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The girl in the white dress

Story ID:11511
Written by:Ronnie Eugene Jones (bio, link, contact, other stories)
Organization:USAF
Story type:Fiction
Location:New Orleans Louisiana USA
Year:1960
Person:Stephany Moore
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The girl in the white dress

Pulp Fiction was popular in the 40's and 50's. This is a contest entry with 'A monster in a box' for a promp. I hope you enjoy it as it was fun writing this.


The old stone manor with its gothic gables on Backwater Bayou Road was sold after being on the market for years. The realtor couldn’t understand why Mr. Moore was so upset. He was never here; he never left New Orleans. What difference did it make if the new owner was going to bulldoze the house down and start over? It had been damn near impossible to find a potential buyer who didn’t believe in ghosts and if they happened to run into Gator over at the Bug-Away pest control they just drove on out of town, after talking to him.


Gator would stretch the story out in great detail about Stephany Moore disappearing six months after marrying the wealthy Robert Moore, a dashing fellow, sporting a flaming red beard, then seeing her ghost walk through the moss-draped trees surrounding the manor at night wearing a white dress, then disappearing into the small graveyard with its nameless headstones.


The local sheriff reported that Stephany Moore had been seen at the train station. Her buggy was there and she had bought a ticket to New Orleans which was only thirty miles away. Why hadn’t she just driven on over there? Then, there were visitors to the manor that had disappeared, but their buggies were found at the train station.

And to make the gossip even better, Gator told of one time, he was over at the house spraying for bugs. Of course, he had to go inside, that was when he noticed a lot of fairly new women’s clothes in a closet, some quite revealing. That led to a lot of speculation at the time as to wither Mr. Moore was in a lingering stage of mourning over his missing wife or maybe he was one of those crossdressers, and that caused a lot of people in the community to raise an eyebrow.


This morning, a dusty red wagon sat waiting in the front yard of the neat clapboard house across from the old dilapidated manor. Jim and Jared sat in rope swings on opposite sides of the large oak tree planning out the day's adventures a few feet from the wagon. They stopped talking as they watched a dump truck pull out of the gate across the street. The manor was almost gone now.


The boys began counting the trucks. The trucks only came in the morning and after the fourth truck, they had the rest of the day to hunt for treasure. So far, their treasure consisted of a dozen mouse traps, six neat looking bottles, and a red wig. The boys checked their supplies. A brown piece of paper cut from a grocery bag was their map; penciled circles showed where they had already searched. This was the most important item besides the baseball bat, to hit on boards, just in case there was a rat, then the hoe and BB gun for snakes. A half a can of wasp spray had been added to the inventory a month earlier after their encounter of inspecting the attic, then a flashlight and the trench shovel, to dig up treasure with.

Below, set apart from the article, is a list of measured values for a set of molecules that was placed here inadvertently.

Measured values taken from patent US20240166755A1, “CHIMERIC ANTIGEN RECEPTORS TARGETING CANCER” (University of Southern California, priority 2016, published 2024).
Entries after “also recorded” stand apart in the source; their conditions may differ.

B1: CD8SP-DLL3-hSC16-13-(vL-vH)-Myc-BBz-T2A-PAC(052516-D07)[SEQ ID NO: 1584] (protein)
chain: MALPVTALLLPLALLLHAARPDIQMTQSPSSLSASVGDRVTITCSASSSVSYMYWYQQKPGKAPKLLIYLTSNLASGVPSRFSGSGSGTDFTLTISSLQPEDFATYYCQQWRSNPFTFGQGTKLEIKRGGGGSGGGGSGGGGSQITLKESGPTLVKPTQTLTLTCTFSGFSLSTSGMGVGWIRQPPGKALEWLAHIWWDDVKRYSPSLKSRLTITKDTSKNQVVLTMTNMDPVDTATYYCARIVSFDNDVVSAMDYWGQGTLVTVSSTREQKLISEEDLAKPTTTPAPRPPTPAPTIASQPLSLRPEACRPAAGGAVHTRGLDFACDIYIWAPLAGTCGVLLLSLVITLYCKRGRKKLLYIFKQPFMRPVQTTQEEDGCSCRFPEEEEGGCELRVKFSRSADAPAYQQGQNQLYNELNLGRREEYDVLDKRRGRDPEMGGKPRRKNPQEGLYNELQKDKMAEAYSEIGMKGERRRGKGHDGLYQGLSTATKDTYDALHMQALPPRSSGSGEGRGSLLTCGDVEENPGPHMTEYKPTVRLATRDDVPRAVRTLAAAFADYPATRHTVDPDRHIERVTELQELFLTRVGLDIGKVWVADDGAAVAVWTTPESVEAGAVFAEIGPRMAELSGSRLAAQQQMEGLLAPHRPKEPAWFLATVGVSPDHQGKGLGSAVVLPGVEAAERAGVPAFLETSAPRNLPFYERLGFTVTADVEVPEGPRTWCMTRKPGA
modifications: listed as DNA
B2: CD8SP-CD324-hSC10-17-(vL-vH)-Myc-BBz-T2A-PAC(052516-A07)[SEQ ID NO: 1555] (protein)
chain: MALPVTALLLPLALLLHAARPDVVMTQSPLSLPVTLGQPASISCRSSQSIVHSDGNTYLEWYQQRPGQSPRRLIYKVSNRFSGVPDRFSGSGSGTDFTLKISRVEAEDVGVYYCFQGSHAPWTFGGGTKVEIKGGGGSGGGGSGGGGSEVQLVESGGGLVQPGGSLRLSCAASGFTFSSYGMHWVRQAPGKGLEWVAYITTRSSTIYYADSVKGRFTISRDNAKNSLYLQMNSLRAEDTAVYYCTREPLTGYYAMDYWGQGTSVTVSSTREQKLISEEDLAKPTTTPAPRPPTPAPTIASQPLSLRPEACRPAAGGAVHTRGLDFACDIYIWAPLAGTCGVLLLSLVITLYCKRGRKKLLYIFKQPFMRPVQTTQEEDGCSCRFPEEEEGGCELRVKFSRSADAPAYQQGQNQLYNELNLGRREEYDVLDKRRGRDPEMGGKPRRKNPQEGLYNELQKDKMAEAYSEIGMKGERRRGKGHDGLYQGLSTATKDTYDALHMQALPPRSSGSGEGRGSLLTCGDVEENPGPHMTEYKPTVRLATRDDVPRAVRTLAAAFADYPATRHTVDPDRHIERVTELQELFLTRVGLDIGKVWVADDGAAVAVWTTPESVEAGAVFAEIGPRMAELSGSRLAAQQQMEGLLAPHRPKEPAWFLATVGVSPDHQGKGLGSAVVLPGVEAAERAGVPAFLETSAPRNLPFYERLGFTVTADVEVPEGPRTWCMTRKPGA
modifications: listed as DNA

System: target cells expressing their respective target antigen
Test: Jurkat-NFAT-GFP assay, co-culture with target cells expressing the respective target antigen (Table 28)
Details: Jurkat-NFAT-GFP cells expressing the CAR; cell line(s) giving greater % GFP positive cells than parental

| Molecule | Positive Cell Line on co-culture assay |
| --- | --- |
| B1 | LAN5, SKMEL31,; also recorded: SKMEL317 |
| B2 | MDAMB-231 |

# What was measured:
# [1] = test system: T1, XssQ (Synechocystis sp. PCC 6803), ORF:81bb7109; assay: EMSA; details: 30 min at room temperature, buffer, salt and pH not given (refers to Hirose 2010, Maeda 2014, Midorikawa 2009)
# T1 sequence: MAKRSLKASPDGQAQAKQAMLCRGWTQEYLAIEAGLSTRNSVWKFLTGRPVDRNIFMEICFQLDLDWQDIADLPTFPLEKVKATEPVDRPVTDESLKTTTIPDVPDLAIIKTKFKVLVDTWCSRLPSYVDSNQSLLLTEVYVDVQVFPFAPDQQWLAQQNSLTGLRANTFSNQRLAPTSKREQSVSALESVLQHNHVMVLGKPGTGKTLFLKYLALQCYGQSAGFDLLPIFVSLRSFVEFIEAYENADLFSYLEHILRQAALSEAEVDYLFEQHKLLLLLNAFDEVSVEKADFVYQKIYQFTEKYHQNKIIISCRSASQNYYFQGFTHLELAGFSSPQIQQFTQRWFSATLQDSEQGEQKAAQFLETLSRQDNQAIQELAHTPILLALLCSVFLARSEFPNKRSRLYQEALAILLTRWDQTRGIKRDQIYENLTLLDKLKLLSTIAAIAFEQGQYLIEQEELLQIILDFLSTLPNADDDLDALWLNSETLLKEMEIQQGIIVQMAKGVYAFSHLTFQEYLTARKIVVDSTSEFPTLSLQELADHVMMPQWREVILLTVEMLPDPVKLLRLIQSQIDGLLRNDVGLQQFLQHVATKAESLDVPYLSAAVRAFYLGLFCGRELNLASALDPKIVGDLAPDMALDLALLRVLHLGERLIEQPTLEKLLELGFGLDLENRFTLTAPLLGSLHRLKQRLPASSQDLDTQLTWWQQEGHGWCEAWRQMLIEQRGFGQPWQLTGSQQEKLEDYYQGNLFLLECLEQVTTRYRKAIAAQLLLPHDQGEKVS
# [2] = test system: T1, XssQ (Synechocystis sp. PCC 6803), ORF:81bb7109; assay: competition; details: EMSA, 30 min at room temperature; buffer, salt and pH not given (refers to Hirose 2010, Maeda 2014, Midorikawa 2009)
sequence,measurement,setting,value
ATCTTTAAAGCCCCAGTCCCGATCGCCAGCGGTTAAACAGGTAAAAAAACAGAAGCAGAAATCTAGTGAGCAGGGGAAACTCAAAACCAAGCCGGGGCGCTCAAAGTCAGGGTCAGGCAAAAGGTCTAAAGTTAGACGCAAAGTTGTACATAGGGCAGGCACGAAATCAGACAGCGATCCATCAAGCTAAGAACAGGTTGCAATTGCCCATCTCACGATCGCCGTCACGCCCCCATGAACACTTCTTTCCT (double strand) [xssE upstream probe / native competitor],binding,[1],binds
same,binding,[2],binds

They wouldn’t need the wasp spray today as they looked down into what had been part of the basement. A yellow dozer sat off to one side. The weight had caused a wall to fall in showing a door behind the pile of bricks. Jim held the flashlight in his left hand and held the trench shovel in the other like he was banishing a sword while Jared had the BB gun at the ready.


A protesting door squeaked loudly as the boys put their weight on it. It inched open and Jim shinned his light into the darkness, then jerked backward knocking Jared down. Jim tried again. It was only a cobwebbed covered white dress hanging down from the ceiling. A long dark stained table sat in the middle of the room with an assortment of whips stacked on top of a long wooden box sitting on the table. A small chest sat at the end of the larger box. Jim shinned the light into the darkness; it stopped at the chains and shackles attached to a wall. Long dusty wooden boxes sat below. “Maybe we should come back tomorrow with Dad’s big light?” Jim said, nervously looking around.


“Ok, but let’s see what’s in the little chest first. It might be the treasure?” Jared said, now feeling suddenly braver.


Jim used the shovel to pry up the lid and shined the light inside. A green mist floated from the chest crossing the table and settling on Jared’s hands. Jim looked inside the chest. “There’s nothing in it, but two old dolls, a man, and a woman. Somebody must have been mad, there must be a hundred pins stuck in the man.”


“Let me see.” Jared said, then, “It’s one of those Voodoo dolls.”


“How do you know?” Jim asked.


“That’s what caused Billy Twotone to get that whoopin, he snuck it out of his grandma’s house and showed it to me,” then Jared unexpectedly pulled one of the long pins out of a doll and stuck it in the white dressed one.


The cat that had wondered in the door let out a spine-chilling screech as another pin went through the doll.


Jim jumped so fast that he knocked the table over. The large box hit the floor breaking apart and there lay Mr. Moore grinning through empty eye sockets, his red beard almost reaching the dozens of dark stained circles covering the white shirt.


The boys’ wagon almost lost its wheels as they tried to keep up with the cat and in New Orleans, a shriveled hand turned over a Tarot card, then Stephany Moore clutched her chest as two sharp pains shot through her body. Her finger tangled in the white beard, pulling the long fake hairs from her face revealing half a century old scars. She fell to the floor; a green mist crossed her lips.